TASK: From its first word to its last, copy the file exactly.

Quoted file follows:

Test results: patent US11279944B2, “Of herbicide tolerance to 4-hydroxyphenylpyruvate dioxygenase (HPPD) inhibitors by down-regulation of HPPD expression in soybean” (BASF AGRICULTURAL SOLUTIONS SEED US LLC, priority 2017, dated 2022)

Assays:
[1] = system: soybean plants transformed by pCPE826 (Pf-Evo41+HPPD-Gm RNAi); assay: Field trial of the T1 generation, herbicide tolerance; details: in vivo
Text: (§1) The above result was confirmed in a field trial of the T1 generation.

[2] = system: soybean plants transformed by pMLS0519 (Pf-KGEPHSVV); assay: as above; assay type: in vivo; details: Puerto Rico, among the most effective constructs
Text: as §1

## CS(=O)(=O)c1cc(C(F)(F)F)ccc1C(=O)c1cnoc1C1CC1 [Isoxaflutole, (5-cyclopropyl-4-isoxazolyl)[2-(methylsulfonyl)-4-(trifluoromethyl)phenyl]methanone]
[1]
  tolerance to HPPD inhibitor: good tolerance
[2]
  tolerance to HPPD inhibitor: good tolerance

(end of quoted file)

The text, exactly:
Test results: patent US11279944B2, “Of herbicide tolerance to 4-hydroxyphenylpyruvate dioxygenase (HPPD) inhibitors by down-regulation of HPPD expression in soybean” (BASF AGRICULTURAL SOLUTIONS SEED US LLC, priority 2017, dated 2022)

Assays:
[1] = system: soybean plants transformed by pCPE826 (Pf-Evo41+HPPD-Gm RNAi); assay: Field trial of the T1 generation, herbicide tolerance; details: in vivo
Text: (§1) The above result was confirmed in a field trial of the T1 generation.

[2] = system: soybean plants transformed by pMLS0519 (Pf-KGEPHSVV); assay: as above; assay type: in vivo; details: Puerto Rico, among the most effective constructs
Text: as §1

## CS(=O)(=O)c1cc(C(F)(F)F)ccc1C(=O)c1cnoc1C1CC1 [Isoxaflutole, (5-cyclopropyl-4-isoxazolyl)[2-(methylsulfonyl)-4-(trifluoromethyl)phenyl]methanone]
[1]
  tolerance to HPPD inhibitor: good tolerance
[2]
  tolerance to HPPD inhibitor: good tolerance